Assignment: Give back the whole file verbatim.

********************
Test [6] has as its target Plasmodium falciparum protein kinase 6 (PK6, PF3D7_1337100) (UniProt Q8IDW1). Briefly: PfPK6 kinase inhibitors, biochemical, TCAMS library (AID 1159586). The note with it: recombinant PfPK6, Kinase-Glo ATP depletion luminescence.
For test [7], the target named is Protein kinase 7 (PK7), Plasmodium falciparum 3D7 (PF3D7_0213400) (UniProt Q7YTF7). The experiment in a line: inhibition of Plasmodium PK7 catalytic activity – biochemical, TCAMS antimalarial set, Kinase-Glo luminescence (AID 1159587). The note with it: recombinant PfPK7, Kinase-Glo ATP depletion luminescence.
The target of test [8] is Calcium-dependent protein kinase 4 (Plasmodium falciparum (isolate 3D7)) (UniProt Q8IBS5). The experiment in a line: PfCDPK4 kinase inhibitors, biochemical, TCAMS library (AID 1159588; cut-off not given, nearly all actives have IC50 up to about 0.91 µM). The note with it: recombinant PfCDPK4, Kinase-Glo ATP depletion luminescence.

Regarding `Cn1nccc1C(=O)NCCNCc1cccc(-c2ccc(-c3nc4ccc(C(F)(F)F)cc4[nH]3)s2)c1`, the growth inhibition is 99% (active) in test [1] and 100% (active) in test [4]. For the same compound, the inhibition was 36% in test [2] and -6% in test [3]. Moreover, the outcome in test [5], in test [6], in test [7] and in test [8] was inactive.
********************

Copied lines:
Test [6] has as its target Plasmodium falciparum protein kinase 6 (PK6, PF3D7_1337100) (UniProt Q8IDW1). Briefly: PfPK6 kinase inhibitors, biochemical, TCAMS library (AID 1159586). The note with it: recombinant PfPK6, Kinase-Glo ATP depletion luminescence.
For test [7], the target named is Protein kinase 7 (PK7), Plasmodium falciparum 3D7 (PF3D7_0213400) (UniProt Q7YTF7). The experiment in a line: inhibition of Plasmodium PK7 catalytic activity – biochemical, TCAMS antimalarial set, Kinase-Glo luminescence (AID 1159587). The note with it: recombinant PfPK7, Kinase-Glo ATP depletion luminescence.
The target of test [8] is Calcium-dependent protein kinase 4 (Plasmodium falciparum (isolate 3D7)) (UniProt Q8IBS5). The experiment in a line: PfCDPK4 kinase inhibitors, biochemical, TCAMS library (AID 1159588; cut-off not given, nearly all actives have IC50 up to about 0.91 µM). The note with it: recombinant PfCDPK4, Kinase-Glo ATP depletion luminescence.

Regarding `Cn1nccc1C(=O)NCCNCc1cccc(-c2ccc(-c3nc4ccc(C(F)(F)F)cc4[nH]3)s2)c1`, the growth inhibition is 99% (active) in test [1] and 100% (active) in test [4]. For the same compound, the inhibition was 36% in test [2] and -6% in test [3]. Moreover, the outcome in test [5], in test [6], in test [7] and in test [8] was inactive.